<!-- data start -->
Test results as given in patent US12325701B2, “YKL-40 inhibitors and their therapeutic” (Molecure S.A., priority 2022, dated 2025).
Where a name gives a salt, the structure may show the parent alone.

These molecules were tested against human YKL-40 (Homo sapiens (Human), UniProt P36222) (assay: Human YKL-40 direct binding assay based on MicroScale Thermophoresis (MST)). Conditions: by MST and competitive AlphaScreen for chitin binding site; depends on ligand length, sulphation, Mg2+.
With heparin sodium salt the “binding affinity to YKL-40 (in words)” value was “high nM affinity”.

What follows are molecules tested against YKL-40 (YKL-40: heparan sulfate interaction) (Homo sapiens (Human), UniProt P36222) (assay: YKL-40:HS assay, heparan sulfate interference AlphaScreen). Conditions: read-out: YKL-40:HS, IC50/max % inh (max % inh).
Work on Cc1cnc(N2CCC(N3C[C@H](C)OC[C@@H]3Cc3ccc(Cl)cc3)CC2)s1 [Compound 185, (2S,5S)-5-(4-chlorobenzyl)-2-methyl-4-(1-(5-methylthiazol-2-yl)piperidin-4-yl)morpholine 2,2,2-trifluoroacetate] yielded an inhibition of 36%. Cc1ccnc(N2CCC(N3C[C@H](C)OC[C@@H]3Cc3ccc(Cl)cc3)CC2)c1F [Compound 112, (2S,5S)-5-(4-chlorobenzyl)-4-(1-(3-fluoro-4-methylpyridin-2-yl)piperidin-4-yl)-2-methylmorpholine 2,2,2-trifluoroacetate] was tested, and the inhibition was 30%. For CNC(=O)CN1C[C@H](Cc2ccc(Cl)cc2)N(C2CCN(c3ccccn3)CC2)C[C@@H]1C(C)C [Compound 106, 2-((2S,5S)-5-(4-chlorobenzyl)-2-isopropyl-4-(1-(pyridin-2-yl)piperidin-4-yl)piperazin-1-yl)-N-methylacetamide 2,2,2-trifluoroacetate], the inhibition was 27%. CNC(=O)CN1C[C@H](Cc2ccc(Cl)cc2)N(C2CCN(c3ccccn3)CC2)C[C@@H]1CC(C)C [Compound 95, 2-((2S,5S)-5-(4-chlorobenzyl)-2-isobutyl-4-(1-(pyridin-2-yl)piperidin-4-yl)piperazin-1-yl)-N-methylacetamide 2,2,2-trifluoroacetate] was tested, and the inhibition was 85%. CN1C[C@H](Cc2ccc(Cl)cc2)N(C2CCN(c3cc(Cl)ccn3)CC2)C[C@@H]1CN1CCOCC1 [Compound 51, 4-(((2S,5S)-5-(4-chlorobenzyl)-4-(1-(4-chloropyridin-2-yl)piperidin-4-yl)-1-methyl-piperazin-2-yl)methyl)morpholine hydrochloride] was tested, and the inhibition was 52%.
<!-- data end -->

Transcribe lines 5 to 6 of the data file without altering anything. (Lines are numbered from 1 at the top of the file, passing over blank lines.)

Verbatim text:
What follows are molecules tested against YKL-40 (YKL-40: heparan sulfate interaction) (Homo sapiens (Human), UniProt P36222) (assay: YKL-40:HS assay, heparan sulfate interference AlphaScreen). Conditions: read-out: YKL-40:HS, IC50/max % inh (max % inh).
Work on Cc1cnc(N2CCC(N3C[C@H](C)OC[C@@H]3Cc3ccc(Cl)cc3)CC2)s1 [Compound 185, (2S,5S)-5-(4-chlorobenzyl)-2-methyl-4-(1-(5-methylthiazol-2-yl)piperidin-4-yl)morpholine 2,2,2-trifluoroacetate] yielded an inhibition of 36%. Cc1ccnc(N2CCC(N3C[C@H](C)OC[C@@H]3Cc3ccc(Cl)cc3)CC2)c1F [Compound 112, (2S,5S)-5-(4-chlorobenzyl)-4-(1-(3-fluoro-4-methylpyridin-2-yl)piperidin-4-yl)-2-methylmorpholine 2,2,2-trifluoroacetate] was tested, and the inhibition was 30%. For CNC(=O)CN1C[C@H](Cc2ccc(Cl)cc2)N(C2CCN(c3ccccn3)CC2)C[C@@H]1C(C)C [Compound 106, 2-((2S,5S)-5-(4-chlorobenzyl)-2-isopropyl-4-(1-(pyridin-2-yl)piperidin-4-yl)piperazin-1-yl)-N-methylacetamide 2,2,2-trifluoroacetate], the inhibition was 27%. CNC(=O)CN1C[C@H](Cc2ccc(Cl)cc2)N(C2CCN(c3ccccn3)CC2)C[C@@H]1CC(C)C [Compound 95, 2-((2S,5S)-5-(4-chlorobenzyl)-2-isobutyl-4-(1-(pyridin-2-yl)piperidin-4-yl)piperazin-1-yl)-N-methylacetamide 2,2,2-trifluoroacetate] was tested, and the inhibition was 85%. CN1C[C@H](Cc2ccc(Cl)cc2)N(C2CCN(c3cc(Cl)ccn3)CC2)C[C@@H]1CN1CCOCC1 [Compound 51, 4-(((2S,5S)-5-(4-chlorobenzyl)-4-(1-(4-chloropyridin-2-yl)piperidin-4-yl)-1-methyl-piperazin-2-yl)methyl)morpholine hydrochloride] was tested, and the inhibition was 52%.